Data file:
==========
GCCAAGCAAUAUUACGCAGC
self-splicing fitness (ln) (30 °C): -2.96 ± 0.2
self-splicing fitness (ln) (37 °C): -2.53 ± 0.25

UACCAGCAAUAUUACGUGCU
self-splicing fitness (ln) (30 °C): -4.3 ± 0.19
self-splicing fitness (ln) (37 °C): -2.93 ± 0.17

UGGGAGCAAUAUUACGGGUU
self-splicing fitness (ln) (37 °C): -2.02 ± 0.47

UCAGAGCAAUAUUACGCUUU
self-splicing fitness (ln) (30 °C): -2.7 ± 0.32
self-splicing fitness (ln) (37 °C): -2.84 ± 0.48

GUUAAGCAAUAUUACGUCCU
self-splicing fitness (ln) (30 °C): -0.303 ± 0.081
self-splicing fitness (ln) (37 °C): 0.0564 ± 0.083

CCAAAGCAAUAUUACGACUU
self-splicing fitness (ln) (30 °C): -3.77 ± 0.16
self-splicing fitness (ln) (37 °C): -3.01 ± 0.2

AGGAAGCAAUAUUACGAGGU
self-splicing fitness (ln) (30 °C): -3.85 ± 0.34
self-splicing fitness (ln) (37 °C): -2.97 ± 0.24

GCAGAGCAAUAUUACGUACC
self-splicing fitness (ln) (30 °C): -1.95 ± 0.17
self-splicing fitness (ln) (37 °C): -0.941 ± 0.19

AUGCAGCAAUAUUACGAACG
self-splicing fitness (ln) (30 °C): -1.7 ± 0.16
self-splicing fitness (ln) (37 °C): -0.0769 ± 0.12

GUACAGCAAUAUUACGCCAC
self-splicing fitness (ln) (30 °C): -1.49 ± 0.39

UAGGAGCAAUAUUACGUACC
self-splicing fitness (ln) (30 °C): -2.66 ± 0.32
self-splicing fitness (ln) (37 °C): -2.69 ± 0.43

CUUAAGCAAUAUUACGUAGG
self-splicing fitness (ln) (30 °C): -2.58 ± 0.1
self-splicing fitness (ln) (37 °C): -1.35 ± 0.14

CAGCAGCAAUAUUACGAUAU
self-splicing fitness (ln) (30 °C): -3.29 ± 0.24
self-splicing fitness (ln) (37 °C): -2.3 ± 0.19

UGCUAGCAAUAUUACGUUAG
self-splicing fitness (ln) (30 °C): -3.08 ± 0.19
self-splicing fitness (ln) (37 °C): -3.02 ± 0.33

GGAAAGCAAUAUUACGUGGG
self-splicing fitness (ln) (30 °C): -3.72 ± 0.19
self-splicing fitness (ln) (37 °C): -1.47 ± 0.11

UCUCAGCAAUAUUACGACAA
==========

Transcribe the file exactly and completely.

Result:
GCCAAGCAAUAUUACGCAGC
self-splicing fitness (ln) (30 °C): -2.96 ± 0.2
self-splicing fitness (ln) (37 °C): -2.53 ± 0.25

UACCAGCAAUAUUACGUGCU
self-splicing fitness (ln) (30 °C): -4.3 ± 0.19
self-splicing fitness (ln) (37 °C): -2.93 ± 0.17

UGGGAGCAAUAUUACGGGUU
self-splicing fitness (ln) (37 °C): -2.02 ± 0.47

UCAGAGCAAUAUUACGCUUU
self-splicing fitness (ln) (30 °C): -2.7 ± 0.32
self-splicing fitness (ln) (37 °C): -2.84 ± 0.48

GUUAAGCAAUAUUACGUCCU
self-splicing fitness (ln) (30 °C): -0.303 ± 0.081
self-splicing fitness (ln) (37 °C): 0.0564 ± 0.083

CCAAAGCAAUAUUACGACUU
self-splicing fitness (ln) (30 °C): -3.77 ± 0.16
self-splicing fitness (ln) (37 °C): -3.01 ± 0.2

AGGAAGCAAUAUUACGAGGU
self-splicing fitness (ln) (30 °C): -3.85 ± 0.34
self-splicing fitness (ln) (37 °C): -2.97 ± 0.24

GCAGAGCAAUAUUACGUACC
self-splicing fitness (ln) (30 °C): -1.95 ± 0.17
self-splicing fitness (ln) (37 °C): -0.941 ± 0.19

AUGCAGCAAUAUUACGAACG
self-splicing fitness (ln) (30 °C): -1.7 ± 0.16
self-splicing fitness (ln) (37 °C): -0.0769 ± 0.12

GUACAGCAAUAUUACGCCAC
self-splicing fitness (ln) (30 °C): -1.49 ± 0.39

UAGGAGCAAUAUUACGUACC
self-splicing fitness (ln) (30 °C): -2.66 ± 0.32
self-splicing fitness (ln) (37 °C): -2.69 ± 0.43

CUUAAGCAAUAUUACGUAGG
self-splicing fitness (ln) (30 °C): -2.58 ± 0.1
self-splicing fitness (ln) (37 °C): -1.35 ± 0.14

CAGCAGCAAUAUUACGAUAU
self-splicing fitness (ln) (30 °C): -3.29 ± 0.24
self-splicing fitness (ln) (37 °C): -2.3 ± 0.19

UGCUAGCAAUAUUACGUUAG
self-splicing fitness (ln) (30 °C): -3.08 ± 0.19
self-splicing fitness (ln) (37 °C): -3.02 ± 0.33

GGAAAGCAAUAUUACGUGGG
self-splicing fitness (ln) (30 °C): -3.72 ± 0.19
self-splicing fitness (ln) (37 °C): -1.47 ± 0.11

UCUCAGCAAUAUUACGACAA